Saudi Arabia is set to spend £30bn on a fleet of 72 Boeing jets in a bid to dominate the Gulf with a new airline.
Riyadh Air, which took off on Sunday, has agreed to buy the Dreamliners in the planemaker’s fifth-biggest order ever, amid a scramble to eclipse neighboring flag carriers Emirates, Qatar Airways and Etihad.
British aviation executive Tony Douglas was poached by Etihad to serve as Riyadh’s chief executive. Peter Bellew, a former chief executive of Malaysia Airlines and a former operations manager at Ryanair and easyJet, has been hired as the new airline’s chief operating officer.
Riyadh’s launch marks an unusual approach by Saudi ruler Mohammed bin Salman to create a new airline from scratch rather than investing heavily in Saudia, which was previously the country’s only national carrier.
Riyadh will focus on operating services from the Saudi capital to make it a hub airport to rival Doha in Qatar. Saudia will focus on flights from Jeddah.
The deal was praised by the White House, which claimed it was worth almost $37bn (£30bn), although deals of this size usually entail big discounts.
Mr Douglas oversaw the construction of Terminal 5 at Heathrow before heading up Laing O’Rourke, the Olympic Games contractor, and heading up Defense Equipment & Support, the UK Ministry of Defense department responsible for all military procurement contracts.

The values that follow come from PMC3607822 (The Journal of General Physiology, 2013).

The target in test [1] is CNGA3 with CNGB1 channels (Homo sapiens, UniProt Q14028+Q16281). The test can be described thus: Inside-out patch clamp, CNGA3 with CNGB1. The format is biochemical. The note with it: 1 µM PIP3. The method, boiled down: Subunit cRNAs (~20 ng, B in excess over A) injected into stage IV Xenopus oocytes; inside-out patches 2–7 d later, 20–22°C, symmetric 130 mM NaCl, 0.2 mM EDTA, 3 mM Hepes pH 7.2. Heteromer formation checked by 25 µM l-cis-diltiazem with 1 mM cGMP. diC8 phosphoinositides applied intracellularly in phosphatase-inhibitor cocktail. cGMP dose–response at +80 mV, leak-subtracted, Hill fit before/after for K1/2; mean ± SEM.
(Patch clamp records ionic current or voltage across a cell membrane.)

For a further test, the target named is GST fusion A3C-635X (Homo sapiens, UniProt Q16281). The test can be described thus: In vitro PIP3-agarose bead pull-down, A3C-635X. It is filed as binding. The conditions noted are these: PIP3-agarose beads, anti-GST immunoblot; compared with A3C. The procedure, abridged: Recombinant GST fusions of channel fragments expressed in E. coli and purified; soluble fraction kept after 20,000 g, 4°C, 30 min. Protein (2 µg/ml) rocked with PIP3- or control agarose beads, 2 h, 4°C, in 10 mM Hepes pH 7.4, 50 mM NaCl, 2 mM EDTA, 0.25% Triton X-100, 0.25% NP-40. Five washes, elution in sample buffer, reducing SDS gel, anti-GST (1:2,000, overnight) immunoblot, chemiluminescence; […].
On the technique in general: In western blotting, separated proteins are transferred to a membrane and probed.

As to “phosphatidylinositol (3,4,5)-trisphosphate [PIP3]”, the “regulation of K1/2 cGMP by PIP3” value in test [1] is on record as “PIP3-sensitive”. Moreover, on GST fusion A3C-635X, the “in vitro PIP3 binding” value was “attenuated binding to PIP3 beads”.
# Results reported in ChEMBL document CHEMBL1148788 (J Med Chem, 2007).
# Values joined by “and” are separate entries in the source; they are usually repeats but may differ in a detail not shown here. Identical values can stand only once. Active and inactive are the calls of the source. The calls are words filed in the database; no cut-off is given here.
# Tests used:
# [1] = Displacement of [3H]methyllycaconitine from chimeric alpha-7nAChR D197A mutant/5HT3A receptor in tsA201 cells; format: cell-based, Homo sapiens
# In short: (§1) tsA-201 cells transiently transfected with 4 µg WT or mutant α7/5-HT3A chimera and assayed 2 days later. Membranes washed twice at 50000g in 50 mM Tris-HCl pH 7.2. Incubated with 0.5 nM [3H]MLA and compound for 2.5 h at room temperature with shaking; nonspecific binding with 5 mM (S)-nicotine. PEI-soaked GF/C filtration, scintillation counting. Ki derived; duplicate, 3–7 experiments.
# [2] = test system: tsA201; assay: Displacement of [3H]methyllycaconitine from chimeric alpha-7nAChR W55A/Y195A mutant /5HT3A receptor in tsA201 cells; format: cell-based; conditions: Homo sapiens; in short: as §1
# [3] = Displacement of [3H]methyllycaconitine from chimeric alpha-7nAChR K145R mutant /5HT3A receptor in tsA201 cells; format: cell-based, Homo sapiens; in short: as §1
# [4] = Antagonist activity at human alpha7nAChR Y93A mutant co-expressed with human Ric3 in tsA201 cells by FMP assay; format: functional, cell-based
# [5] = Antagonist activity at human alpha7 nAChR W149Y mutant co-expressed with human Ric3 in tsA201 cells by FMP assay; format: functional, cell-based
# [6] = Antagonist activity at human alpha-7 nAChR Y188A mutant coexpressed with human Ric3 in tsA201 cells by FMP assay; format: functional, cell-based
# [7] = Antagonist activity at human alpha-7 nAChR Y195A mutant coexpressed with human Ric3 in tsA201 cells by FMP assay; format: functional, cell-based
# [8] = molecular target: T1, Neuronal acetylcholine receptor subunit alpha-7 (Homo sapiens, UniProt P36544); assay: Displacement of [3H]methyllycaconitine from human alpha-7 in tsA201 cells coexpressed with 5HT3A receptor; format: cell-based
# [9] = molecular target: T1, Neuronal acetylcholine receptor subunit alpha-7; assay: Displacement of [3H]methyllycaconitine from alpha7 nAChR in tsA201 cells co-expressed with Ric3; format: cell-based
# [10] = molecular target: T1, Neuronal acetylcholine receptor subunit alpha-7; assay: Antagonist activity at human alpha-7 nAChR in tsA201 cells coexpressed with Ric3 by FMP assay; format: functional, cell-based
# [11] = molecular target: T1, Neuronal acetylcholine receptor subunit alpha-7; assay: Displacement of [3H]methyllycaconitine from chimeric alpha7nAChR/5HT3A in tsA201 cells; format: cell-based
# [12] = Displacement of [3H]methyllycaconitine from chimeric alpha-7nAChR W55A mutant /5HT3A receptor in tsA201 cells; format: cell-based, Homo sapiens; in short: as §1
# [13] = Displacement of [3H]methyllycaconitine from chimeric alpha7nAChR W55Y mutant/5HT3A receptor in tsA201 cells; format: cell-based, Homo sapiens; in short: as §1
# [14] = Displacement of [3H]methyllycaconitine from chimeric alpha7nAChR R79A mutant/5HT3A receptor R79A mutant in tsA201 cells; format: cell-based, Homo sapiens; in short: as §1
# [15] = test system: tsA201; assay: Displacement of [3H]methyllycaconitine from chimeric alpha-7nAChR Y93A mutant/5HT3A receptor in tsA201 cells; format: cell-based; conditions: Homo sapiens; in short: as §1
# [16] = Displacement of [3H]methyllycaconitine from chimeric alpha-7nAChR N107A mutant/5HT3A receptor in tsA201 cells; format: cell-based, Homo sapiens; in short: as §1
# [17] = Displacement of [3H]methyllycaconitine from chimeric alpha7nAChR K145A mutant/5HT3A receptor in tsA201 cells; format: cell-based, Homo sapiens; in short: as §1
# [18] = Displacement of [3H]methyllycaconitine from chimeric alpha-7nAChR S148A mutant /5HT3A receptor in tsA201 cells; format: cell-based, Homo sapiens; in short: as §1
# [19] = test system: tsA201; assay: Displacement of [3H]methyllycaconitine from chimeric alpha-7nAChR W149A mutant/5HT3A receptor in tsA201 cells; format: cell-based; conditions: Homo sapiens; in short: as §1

He said the new aircraft order “will serve as the foundation for our global operations as we build the broader network, connecting our guests to Saudi Arabia and many destinations around the world.”
Yasir Al-Rumayyan, chairman of Riyadh and governor of Saudi Arabia’s huge public investment fund, said the new airline would meet aspirations of making Saudi Arabia a global transportation hub.
The first aircraft are scheduled for delivery in early 2025.
Companies like Dubai’s Emirates, Qatar Airways and UAE-based Etihad have historically overshadowed Saudia as the Gulf’s dominant airlines.
The new airline is said to add $20 billion to Saudi GDP and create more than 200,000 direct and indirect jobs.
Mr Bellew stepped down as easyJet’s chief operating officer following last summer’s travel chaos.
He was a top manager at Ryanair between 2006 and 2015 before returning for two years in 2019. His departure to easyJet led the Irish low-cost airline to take legal action against his appointment, claiming he was contractually barred from working for another European airline for 12 months.
A senior US government official said Boeing began talking to the Saudis about three years ago. It was previously reported that the Saudi sovereign wealth fund had held talks with both Airbus and Boeing over the past year.
Saudi Arabia’s Ambassador to the US Princess Reema bint Bandar Al-Saud said the deal with Boeing is part of “a blueprint for economic and social reforms that will open up Saudi Arabia to the world”.
Saudi’s PIF last year was linked to a bid for Ferrovial’s 25 per cent stake in Heathrow. Qatar’s sovereign wealth fund is the second largest investor in the airport, with a 20 percent stake.
US and Saudi officials are trying to restore diplomatic ties after falling to a low over oil policy.
The new airline is part of the Crown Prince’s campaign to diversify the kingdom’s economy and make it less dependent on oil. The country last week agreed to restore diplomatic ties with Iran.